What We Can Learn From America’s Greatest Historian

Robert Moses and LBJ biographer's new book sheds light into his methods

April 12, 2019 6:06 am
Robert Caro explains his writing process in "Working."
Robert Caro explains his writing process in "Working."
Bloomberg / Contributor

Toni Morrison and Joan Didion occupy the top of some very sacred American literary ground. Morrison is the only living American to win the Nobel Prize in Literature, making her the representation of all that can be truly great about American fiction; Didion, who has written some fine novels herself, is probably the nonfiction writer I’d say nine out of ten young essayists emulate, even though some people aren’t as convinced of her greatness.

If there’s some sort of literary holy trinity, Morrison and Didion make up two-thirds of it; Robert Caro, the greatest living American biographer, makes the trio complete. And now, with his new book, Working, the famously slow-moving writer is telling the story of how he approaches his work. And unlike previous Caro books that could serve as great door stops, Working is relatively short. But as we learn, size truly doesn’t matter. While the book is about Caro’s craft, its lessons will serve just about anybody.

Take your time

Caro is 83, and up until Working came out, you could count the number of books he had published on one hand. But he swears it’s not because he’s slow. “I am constantly being asked why it takes me so long, and when I say that I’m actually a very fast writer, people can barely contain their disbelief and amusement.”

The truth is that Caro is a rarity in this day and age: he isn’t consumed with being prolific or churning out content. Instead, as he documents throughout Working, he just takes his time because he wants to get everything right. He’s a meticulous researcher, and proof that if you want to create something of lasting value, you should take your time on it.

Get obsessed with something

“From the very start I thought of writing biographies as a means of illuminating the times of the men I was writing about and the great forces that molded those times — particularly the force that is political power.”

While the bulk of Working is based on his experiences writing about the two larger-than-life figures that have made up the bulk of his work, it also shines a light on Caro’s unique obsession with power, namely who has it, how they yield it and how it impacts other people.

“Political power shapes all of our lives,” writes Caro. And he’s right. Turn on the news, get involved in local politics, or watch an episode of a fictional TV show from Game of Thrones to Billions and how political power is really at the heart of every struggle. Through his decades of researching, writing and simply thinking so much about political power, Caro might be one of the leading experts you’ll find anywhere. There’s a lesson there: find something that consumes you and try to understand it. You don’t necessarily have to write huge books about the subject, but a little obsession with a topic can actually be healthy (in moderation, of course.)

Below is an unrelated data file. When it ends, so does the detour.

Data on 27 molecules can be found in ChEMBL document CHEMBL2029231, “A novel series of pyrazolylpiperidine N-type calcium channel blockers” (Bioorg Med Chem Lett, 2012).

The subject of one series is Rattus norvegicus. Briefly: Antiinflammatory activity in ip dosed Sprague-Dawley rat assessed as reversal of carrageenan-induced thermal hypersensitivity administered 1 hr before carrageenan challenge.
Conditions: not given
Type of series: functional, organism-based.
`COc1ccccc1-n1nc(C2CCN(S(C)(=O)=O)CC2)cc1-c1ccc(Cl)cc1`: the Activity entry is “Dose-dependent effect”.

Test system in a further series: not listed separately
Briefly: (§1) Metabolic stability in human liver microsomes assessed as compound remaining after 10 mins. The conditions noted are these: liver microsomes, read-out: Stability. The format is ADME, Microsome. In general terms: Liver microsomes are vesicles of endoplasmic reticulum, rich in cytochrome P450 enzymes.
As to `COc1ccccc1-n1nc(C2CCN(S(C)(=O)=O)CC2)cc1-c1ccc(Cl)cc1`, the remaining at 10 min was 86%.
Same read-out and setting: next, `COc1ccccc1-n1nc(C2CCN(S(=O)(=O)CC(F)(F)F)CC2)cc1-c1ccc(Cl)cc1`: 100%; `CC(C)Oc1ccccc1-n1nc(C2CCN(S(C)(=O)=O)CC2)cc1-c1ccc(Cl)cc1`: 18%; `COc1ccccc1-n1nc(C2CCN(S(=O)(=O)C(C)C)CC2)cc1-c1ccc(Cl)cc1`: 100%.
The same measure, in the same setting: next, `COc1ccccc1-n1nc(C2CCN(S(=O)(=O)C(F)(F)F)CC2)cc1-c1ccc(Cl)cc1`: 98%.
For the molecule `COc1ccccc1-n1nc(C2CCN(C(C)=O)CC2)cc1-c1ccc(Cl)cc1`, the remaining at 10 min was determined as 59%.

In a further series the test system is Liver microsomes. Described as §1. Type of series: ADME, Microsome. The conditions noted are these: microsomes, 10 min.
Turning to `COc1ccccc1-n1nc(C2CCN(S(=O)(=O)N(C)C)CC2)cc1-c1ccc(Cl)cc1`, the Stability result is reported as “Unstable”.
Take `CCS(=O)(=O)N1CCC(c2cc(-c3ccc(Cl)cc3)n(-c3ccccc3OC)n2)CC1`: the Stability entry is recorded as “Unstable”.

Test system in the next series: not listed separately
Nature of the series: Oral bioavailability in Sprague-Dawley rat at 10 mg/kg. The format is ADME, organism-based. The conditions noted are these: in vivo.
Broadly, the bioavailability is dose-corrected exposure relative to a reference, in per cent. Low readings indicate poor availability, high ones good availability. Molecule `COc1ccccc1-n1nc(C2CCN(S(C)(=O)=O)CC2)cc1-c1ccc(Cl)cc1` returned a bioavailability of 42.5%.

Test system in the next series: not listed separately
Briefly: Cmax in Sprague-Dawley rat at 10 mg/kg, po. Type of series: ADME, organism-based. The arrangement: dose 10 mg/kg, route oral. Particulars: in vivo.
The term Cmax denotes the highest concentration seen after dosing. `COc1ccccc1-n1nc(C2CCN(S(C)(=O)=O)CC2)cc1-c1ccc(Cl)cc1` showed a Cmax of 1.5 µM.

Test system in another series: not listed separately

Look at the larger picture

“The more I thought about Robert Moses’ career,” Caro writes at one point, “the more I realized that his story and the story of New York City were, to a remarkable degree, one story.”

That’s really what makes Caro so great at what he does: he doesn’t just write biographies; he writes commentaries disguised as biographies. If you’re going to tackle a project or create something, really think about why you’re doing it. The care will shine through.

Get dressed for work

Caro doesn’t share many sartorial tips in Working, but in a 2012 article for the New York Times Magazine, he shared that when he goes to work in his little private office in Manhattan, he always puts on a jacket and tie. It doesn’t matter if he’ll see anybody or not; the guy gets dressed for work. Maybe if you’re feeling uninspired at your job, the first step is to look at what you’re wearing.

The art of the interview

“Interviews: silence is the weapon, silence and people’s need to fill it—as long as the person isn’t you, the interviewer,” Caro writes. Stay silent for a few seconds and think about that.

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